Publications by Luke Jew


The state-of-play of Anomalous Microwave Emission (AME) research

New Astronomy Reviews Elsevier (2018)

BT Draine, R Génova-Santos, Harper, B Hensley, JR Hill-Valler, T Hoang, FP Israel, L Jew, A Lazarian, JP Leahy, J Leech, CH López-Carabello, I McDonald, EJ Murphy, T Onaka, R Paladini, MW Peel, Y Perrott, F Poidevin, ACS Readhead, J-A Rubiño-Martín, AC Taylor, CT Tibbs, M Todorovic, M Vidal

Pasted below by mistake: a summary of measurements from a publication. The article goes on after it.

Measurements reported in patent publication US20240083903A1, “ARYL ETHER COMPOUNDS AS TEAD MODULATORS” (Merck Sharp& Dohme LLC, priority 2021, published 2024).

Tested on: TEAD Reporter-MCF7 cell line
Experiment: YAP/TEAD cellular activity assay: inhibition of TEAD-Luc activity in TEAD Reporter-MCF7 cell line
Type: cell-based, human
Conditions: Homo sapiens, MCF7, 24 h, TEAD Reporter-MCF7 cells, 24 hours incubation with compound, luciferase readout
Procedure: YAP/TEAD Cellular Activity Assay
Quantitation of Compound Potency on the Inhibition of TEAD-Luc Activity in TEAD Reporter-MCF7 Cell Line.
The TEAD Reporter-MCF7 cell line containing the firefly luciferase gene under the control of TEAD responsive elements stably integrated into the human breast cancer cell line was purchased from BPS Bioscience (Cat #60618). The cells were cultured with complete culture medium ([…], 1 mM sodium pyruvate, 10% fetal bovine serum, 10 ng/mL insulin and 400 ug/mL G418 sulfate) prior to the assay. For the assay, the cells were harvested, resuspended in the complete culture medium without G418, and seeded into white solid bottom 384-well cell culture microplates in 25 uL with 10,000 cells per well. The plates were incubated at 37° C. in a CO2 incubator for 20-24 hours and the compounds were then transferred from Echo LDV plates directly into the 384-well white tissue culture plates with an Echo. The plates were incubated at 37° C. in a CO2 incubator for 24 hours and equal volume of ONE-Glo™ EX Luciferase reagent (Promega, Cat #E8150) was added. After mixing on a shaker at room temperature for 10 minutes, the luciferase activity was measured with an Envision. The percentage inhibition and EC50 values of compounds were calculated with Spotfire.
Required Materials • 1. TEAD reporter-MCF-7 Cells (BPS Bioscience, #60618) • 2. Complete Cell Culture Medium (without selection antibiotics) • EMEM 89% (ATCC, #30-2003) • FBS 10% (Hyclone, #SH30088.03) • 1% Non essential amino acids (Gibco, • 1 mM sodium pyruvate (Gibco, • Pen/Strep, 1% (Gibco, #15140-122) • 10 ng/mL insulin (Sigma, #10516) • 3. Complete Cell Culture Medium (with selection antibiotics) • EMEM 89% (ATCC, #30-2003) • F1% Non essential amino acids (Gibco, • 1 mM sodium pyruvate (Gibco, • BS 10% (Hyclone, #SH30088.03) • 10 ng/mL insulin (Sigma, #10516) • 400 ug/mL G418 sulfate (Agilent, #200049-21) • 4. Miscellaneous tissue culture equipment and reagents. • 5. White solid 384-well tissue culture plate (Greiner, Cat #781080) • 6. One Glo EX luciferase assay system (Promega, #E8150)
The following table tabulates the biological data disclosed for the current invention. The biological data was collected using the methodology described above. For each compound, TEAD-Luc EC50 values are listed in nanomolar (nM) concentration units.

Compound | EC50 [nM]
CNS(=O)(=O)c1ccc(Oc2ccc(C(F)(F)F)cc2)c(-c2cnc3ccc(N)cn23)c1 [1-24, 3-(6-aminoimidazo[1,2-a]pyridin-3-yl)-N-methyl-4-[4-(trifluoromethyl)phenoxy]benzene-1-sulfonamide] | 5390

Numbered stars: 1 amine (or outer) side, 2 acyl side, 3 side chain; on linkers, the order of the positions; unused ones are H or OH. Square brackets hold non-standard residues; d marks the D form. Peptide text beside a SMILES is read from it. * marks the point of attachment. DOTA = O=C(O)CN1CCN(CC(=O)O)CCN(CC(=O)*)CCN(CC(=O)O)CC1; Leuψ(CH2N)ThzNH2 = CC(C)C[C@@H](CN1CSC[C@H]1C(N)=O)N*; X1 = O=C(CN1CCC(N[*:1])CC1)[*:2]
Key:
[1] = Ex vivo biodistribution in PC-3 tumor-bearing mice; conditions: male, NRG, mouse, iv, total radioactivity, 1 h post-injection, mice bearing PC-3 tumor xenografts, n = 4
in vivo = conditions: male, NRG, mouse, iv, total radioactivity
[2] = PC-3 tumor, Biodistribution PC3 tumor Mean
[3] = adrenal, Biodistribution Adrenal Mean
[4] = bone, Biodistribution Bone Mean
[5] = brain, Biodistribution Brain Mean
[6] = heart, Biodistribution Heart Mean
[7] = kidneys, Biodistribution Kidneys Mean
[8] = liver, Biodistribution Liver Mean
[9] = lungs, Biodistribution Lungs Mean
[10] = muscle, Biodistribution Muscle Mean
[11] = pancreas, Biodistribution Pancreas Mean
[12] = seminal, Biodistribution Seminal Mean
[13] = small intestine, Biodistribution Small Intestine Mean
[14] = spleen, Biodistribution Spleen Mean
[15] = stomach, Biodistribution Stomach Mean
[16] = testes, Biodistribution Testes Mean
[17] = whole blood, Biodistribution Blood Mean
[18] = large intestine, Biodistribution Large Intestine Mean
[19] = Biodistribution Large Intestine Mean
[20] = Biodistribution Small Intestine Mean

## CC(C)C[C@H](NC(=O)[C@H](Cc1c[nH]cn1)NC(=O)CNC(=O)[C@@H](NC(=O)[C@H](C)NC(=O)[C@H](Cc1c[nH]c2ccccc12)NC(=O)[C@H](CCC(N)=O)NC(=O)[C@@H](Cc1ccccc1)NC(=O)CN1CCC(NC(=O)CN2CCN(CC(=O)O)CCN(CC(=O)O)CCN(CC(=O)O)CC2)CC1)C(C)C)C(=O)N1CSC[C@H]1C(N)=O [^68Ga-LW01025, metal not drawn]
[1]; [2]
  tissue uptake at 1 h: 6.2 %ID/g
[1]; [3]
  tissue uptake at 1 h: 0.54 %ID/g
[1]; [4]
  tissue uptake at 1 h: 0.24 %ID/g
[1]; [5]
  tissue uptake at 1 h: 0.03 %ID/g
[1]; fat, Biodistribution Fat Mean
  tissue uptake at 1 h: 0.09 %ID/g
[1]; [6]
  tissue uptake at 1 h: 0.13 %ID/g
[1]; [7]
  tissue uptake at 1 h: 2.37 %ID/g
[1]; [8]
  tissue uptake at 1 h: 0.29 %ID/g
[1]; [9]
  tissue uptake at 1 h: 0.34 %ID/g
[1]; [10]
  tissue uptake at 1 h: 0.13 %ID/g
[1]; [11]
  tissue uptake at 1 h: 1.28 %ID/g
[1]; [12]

Anomalous Microwave Emission (AME) is a component of diffuse Galactic radiation observed at frequencies in the range ≈10–60 GHz. AME was first detected in 1996 and recognised as an additional component of emission in 1997. Since then, AME has been observed by a range of experiments and in a variety of environments. AME is spatially correlated with far-IR thermal dust emission but cannot be explained by synchrotron or free–free emission mechanisms, and is far in excess of the emission contributed by thermal dust emission with the powerlaw opacity consistent with the observed emission at sub-mm wavelengths. Polarization observations have shown that AME is very weakly polarized ( ≲ 1 %). The most natural explanation for AME is rotational emission from ultra-small dust grains (“spinning dust”), first postulated in 1957. Magnetic dipole radiation from thermal fluctuations in the magnetization of magnetic grain materials may also be contributing to the AME, particularly at higher frequencies ( ≳ 50 GHz). AME is also an important foreground for Cosmic Microwave Background analyses. This paper presents a review and the current state-of-play in AME research, which was discussed in an AME workshop held at ESTEC, The Netherlands, June 2016.


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